Talk to Republican strategists, and they’re in a no-win situation. It’s the Goldilocks dilemma: In 2010, they got behind favored candidates, and it backfired in states like Delaware and Colorado, where outside involvement wasn’t welcome. They then stayed out of competitive primaries in 2012, and saw unelectable candidates emerge in Missouri and Indiana.

Even Republican voters are divided on how to approach the issue. Former NRCC deputy political director Brock McCleary commissioned an (automated) poll last week asking whether Republican voters thought party leaders should play favorites because voters often pick candidates too extreme to win, or whether they should stay out even if it means losing to Democrats. The responses divided evenly: 34 percent wanted party involvement, 34 percent wanted them to stay out. Damned if they do, damned if they don’t.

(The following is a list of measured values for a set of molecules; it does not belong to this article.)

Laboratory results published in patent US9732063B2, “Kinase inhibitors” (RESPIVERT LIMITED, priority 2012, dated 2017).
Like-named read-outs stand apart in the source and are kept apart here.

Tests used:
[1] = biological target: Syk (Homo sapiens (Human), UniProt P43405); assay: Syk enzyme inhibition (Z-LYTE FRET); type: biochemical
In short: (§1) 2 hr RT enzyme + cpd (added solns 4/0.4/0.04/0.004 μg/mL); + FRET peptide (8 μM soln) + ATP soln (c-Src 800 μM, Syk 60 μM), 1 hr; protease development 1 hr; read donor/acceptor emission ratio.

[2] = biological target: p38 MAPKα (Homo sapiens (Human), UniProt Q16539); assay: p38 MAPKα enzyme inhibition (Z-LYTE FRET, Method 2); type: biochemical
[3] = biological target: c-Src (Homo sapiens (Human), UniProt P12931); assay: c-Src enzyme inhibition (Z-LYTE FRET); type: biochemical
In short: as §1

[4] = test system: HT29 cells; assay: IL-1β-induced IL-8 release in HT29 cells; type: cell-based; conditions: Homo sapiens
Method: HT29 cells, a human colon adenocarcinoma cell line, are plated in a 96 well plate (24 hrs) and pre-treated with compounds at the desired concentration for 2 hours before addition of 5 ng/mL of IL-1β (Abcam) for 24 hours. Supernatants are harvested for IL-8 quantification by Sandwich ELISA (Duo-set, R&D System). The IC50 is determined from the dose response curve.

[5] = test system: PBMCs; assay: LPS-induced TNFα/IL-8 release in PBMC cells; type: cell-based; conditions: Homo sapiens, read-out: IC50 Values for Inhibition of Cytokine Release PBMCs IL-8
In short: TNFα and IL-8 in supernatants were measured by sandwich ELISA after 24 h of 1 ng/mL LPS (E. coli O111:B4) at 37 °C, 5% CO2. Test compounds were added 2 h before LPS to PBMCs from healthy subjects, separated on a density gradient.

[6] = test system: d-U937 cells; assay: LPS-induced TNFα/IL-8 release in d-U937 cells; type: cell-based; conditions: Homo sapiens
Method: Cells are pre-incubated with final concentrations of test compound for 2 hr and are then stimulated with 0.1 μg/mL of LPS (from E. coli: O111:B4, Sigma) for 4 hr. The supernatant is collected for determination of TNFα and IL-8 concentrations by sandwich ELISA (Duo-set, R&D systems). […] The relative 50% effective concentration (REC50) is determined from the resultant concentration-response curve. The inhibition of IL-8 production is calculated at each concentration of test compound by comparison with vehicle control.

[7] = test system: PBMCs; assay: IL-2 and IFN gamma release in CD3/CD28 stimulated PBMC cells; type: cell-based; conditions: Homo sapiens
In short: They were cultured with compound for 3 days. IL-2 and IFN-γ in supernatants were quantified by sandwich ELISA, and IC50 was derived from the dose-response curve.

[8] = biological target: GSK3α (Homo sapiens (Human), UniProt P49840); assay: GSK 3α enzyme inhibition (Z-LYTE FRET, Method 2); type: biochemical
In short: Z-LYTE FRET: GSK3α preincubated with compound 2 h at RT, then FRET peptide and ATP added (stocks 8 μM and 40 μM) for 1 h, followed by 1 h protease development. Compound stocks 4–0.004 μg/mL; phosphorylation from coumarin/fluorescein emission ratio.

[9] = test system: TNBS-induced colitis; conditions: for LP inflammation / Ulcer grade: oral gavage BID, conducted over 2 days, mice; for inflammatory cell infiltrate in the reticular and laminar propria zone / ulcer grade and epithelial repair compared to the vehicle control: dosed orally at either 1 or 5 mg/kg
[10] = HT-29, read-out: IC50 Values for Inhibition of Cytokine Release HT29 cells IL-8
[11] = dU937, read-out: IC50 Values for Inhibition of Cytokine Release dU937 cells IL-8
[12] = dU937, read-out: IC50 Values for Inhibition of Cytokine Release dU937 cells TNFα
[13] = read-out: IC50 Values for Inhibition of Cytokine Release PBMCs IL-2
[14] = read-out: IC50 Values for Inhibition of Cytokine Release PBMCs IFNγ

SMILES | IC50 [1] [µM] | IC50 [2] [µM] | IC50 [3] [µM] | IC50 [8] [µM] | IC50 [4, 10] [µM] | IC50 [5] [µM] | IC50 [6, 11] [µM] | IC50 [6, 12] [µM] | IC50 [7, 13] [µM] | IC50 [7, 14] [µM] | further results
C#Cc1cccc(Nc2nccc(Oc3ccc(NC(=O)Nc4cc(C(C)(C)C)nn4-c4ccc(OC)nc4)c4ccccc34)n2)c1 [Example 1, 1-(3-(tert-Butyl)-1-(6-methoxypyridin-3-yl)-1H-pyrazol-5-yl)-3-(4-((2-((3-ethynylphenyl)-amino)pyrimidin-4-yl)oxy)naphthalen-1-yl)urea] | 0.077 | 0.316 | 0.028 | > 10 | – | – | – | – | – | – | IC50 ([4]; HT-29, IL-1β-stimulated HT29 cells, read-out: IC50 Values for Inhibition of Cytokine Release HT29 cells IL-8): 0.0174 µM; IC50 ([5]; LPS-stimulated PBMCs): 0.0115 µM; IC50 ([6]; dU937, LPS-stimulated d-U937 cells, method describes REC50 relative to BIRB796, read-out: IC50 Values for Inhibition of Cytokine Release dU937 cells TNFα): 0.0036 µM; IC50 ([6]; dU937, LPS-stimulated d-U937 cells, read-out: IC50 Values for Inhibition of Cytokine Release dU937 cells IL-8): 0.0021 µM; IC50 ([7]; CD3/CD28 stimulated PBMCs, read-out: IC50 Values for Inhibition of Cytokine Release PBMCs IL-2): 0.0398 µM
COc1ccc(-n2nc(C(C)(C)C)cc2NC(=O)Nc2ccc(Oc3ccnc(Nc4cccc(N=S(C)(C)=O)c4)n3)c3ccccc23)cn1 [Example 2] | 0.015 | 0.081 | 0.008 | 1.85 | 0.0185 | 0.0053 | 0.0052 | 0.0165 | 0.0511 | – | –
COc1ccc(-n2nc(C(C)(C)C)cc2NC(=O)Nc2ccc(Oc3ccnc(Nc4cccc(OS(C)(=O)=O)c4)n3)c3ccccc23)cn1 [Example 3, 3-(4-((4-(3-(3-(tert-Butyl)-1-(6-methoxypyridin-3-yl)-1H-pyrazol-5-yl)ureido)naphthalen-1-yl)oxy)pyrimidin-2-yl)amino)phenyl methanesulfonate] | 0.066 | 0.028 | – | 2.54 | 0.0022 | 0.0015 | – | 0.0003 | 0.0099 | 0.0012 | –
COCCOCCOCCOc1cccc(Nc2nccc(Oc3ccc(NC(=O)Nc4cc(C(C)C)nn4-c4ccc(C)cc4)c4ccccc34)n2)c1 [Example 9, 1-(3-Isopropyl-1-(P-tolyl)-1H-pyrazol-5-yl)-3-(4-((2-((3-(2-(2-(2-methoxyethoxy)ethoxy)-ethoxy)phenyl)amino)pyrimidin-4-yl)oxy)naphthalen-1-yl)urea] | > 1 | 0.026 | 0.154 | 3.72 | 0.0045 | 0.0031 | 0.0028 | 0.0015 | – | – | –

“The best thing the NRSC can could is recruit the best possible candidate they can get their hands on, and build a very strong political team around that candidate,” said one senior Republican strategist. “Most importantly, none of it can be done in public. It has to be a strictly behind the scenes effort so as not to allow the candidate to be perceived as the Washington-picked person.”

To that end, one of the most important players in the effort is newly-minted NRSC vice-chairman Ted Cruz, who was tapped to be a bridge between the establishment and the grassroots.